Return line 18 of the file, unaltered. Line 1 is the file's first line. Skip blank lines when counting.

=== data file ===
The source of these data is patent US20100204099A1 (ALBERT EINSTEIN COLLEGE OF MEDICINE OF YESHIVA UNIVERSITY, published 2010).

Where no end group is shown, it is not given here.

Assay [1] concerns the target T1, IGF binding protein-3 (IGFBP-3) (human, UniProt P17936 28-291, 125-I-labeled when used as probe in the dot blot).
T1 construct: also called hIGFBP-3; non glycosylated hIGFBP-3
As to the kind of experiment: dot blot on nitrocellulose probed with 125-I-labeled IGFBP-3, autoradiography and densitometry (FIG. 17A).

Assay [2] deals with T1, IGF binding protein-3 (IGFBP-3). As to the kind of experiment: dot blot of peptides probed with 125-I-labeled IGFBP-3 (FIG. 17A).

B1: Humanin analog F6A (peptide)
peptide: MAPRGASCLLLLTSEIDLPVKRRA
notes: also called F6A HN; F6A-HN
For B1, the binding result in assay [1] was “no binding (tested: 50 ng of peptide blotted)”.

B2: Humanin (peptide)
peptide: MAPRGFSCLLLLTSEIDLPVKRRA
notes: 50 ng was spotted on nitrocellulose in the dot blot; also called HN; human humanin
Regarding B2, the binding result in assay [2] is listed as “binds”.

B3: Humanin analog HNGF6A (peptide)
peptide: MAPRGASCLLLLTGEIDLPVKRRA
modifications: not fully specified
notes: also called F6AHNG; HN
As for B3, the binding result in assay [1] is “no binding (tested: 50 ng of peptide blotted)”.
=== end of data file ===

notes: also called F6AHNG; HN